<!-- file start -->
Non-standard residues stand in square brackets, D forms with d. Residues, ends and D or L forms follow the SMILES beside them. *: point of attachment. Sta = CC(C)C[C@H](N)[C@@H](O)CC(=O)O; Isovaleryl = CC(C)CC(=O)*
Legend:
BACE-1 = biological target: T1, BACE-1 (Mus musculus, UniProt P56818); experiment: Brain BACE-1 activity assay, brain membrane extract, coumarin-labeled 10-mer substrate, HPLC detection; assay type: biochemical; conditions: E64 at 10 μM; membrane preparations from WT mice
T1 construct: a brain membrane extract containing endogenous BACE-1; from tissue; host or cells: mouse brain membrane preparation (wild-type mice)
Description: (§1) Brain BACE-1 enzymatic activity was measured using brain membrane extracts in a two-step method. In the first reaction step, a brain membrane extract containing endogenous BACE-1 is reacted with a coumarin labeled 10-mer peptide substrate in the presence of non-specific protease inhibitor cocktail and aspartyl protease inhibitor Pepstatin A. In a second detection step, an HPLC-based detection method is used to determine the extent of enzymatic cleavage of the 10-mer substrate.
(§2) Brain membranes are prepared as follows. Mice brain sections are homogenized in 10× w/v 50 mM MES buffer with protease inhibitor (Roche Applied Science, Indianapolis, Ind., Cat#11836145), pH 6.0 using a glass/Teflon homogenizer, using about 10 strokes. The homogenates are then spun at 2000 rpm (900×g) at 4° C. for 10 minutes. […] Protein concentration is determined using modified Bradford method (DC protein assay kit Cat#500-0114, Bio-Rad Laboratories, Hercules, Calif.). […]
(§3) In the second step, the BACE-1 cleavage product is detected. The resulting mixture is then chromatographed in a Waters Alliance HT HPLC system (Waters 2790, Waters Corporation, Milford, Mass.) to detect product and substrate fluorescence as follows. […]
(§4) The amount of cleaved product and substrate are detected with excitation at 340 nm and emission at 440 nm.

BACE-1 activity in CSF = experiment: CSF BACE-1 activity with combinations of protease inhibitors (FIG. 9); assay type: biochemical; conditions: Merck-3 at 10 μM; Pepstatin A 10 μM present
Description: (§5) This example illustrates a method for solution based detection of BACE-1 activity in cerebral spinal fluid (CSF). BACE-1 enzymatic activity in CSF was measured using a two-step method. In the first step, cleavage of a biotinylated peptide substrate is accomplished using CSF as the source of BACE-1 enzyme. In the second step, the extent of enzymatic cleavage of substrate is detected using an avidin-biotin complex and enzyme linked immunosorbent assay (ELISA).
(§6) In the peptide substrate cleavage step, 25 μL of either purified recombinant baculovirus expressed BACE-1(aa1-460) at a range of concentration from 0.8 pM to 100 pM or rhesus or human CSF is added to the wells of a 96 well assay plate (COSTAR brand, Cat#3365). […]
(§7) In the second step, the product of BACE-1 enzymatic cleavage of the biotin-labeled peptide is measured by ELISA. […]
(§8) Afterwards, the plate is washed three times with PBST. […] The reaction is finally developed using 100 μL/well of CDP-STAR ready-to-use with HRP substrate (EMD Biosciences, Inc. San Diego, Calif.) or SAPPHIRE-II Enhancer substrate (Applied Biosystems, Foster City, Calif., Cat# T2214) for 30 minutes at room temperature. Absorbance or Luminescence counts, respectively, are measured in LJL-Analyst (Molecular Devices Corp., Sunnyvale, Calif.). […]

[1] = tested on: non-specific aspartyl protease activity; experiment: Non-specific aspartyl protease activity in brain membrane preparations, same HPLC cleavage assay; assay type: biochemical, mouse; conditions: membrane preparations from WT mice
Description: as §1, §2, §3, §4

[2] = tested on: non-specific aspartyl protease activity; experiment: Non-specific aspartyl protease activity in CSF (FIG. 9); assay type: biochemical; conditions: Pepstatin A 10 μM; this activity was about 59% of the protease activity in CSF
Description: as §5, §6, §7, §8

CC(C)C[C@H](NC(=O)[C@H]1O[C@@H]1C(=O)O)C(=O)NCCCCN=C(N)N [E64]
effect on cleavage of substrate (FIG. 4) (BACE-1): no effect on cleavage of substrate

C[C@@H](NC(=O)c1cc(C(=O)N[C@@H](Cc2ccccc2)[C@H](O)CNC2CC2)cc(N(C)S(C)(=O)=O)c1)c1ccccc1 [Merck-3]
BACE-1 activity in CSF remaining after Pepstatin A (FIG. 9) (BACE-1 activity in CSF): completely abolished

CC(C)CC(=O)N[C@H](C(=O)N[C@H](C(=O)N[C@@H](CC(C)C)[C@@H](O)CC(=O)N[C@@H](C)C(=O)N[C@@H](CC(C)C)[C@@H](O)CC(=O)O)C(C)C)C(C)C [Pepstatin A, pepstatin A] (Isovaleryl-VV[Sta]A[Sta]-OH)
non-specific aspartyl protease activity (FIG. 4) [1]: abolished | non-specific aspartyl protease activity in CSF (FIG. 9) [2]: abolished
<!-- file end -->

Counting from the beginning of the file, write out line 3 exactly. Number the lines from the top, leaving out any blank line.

BACE-1 = biological target: T1, BACE-1 (Mus musculus, UniProt P56818); experiment: Brain BACE-1 activity assay, brain membrane extract, coumarin-labeled 10-mer substrate, HPLC detection; assay type: biochemical; conditions: E64 at 10 μM; membrane preparations from WT mice